A team of researchers discovered that those who live in rural areas across the country might benefit from poorer health care, thus nonmetropolitan areas accounting for an increased number of individuals that succumb to the five leading causes of death.
Federal data compiled in recent years suggests that rural and nonmetropolitan U.S. regions experienced an increased number of excess deaths and higher age-adjusted death rates. The results were based on information gathered between 1999 and 2014 by the U.S Centers for Disease Control and Prevention.
Excess deaths refer to the number of additional individuals who die before reaching the age of 80 than researchers would have expected. According to a news release, the excess deaths national benchmark was calculated by averaging the lowest death rates in three states over the course of two years, more precisely from 2008 to 2010.
During the study period, the researchers identified five leading causes of death applicable for both rural, as well as metropolitan areas. Hence, unintentional injury, heart disease, stroke, cancer, and chronic lower respiratory disease accounted for approximately 1,600,00 deaths in 2014. In percentage points, the leading causes of death accounted for roughly 62 percent of all deaths recorded in 2014.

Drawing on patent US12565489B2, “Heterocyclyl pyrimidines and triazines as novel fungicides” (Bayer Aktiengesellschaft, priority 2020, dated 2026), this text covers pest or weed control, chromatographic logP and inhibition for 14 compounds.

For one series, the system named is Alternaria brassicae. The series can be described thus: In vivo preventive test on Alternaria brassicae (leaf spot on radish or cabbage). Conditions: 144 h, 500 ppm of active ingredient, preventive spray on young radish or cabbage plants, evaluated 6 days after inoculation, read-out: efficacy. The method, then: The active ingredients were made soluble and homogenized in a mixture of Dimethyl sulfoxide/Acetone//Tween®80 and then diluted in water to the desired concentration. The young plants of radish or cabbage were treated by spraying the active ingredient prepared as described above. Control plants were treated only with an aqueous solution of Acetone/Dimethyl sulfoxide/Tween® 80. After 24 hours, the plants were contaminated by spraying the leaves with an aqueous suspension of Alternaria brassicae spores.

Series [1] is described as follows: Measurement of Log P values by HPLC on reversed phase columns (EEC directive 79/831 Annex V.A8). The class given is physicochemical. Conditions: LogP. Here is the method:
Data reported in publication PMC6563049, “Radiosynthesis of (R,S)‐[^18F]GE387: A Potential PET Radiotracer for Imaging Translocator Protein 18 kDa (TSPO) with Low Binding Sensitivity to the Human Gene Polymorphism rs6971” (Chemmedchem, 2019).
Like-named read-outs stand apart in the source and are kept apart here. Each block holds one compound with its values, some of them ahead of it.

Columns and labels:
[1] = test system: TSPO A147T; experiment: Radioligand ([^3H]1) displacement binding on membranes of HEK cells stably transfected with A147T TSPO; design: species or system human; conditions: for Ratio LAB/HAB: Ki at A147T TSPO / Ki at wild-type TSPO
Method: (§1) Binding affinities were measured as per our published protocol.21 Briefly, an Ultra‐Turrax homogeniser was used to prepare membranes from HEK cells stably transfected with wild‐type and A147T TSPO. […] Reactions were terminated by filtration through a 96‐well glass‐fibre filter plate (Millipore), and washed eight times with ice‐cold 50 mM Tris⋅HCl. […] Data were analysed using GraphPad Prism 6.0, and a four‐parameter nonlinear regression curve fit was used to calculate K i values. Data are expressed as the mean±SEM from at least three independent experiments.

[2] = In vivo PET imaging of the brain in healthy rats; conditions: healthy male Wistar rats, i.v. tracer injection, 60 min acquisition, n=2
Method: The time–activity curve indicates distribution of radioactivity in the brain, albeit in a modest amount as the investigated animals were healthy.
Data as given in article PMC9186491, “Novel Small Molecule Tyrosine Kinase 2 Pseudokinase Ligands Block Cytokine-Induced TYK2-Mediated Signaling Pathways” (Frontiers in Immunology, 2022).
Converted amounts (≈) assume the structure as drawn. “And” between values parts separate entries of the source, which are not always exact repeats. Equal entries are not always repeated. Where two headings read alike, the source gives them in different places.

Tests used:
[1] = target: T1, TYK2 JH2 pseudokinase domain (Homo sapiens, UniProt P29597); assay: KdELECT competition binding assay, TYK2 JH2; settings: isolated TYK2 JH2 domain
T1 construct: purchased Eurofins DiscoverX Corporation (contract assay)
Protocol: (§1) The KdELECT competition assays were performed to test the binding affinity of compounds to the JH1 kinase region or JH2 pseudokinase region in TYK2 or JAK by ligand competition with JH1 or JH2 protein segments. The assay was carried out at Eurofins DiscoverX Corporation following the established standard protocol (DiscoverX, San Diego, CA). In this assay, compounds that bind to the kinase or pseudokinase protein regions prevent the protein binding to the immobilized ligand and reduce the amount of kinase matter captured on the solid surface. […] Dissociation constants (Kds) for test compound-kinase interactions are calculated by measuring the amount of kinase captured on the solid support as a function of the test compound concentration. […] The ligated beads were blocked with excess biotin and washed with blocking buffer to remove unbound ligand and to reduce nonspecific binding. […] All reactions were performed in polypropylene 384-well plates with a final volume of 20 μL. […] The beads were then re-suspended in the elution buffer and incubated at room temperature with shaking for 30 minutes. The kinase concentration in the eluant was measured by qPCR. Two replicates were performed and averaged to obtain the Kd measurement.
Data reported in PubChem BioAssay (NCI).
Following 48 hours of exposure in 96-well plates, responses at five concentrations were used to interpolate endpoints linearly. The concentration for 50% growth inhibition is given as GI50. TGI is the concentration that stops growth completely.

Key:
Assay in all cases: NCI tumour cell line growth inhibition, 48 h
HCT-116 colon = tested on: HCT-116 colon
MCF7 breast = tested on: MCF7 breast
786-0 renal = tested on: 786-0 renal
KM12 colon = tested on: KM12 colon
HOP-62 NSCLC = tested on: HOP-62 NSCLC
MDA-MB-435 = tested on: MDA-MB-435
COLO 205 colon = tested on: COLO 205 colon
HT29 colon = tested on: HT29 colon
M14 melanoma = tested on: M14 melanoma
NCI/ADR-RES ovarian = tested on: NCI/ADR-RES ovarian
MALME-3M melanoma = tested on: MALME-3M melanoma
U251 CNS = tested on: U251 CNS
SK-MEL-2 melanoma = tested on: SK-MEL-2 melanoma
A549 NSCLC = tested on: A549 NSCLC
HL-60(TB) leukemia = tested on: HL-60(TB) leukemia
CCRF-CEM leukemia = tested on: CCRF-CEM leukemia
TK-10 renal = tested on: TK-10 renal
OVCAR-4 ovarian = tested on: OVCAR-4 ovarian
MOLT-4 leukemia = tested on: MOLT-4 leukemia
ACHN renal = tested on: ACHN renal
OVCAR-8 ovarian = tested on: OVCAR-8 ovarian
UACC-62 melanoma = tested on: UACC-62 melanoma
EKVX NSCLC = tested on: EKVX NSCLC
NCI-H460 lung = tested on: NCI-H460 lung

According to the National Vital Statistics System, approximately half of the excess deaths in rural areas of the U.S were associated with chronic lower respiratory disease and unintentional injury. At the same time, however, in metropolitan regions, only 39 percent of the total deaths were linked to unintentional injury, and 31 percent individuals died from chronic lower respiratory disease.
One potential explanation for this could be the fact that people living in rural areas have limited access to health care and are more prone to injure themselves performing life-threatening activities. Nevertheless, the researchers did not rule out the possibility that people living in nonmetropolitan areas succumb to other factors that increase their risk of death, such as not exercising enough, carrying excess weight, not wearing a seatbelt, or smoking cigarettes. Ultimately, the report stated that people living in rural areas exhibit poorer physical health, as well as mental health, as opposed to individuals living in metropolitan areas across the U.S.
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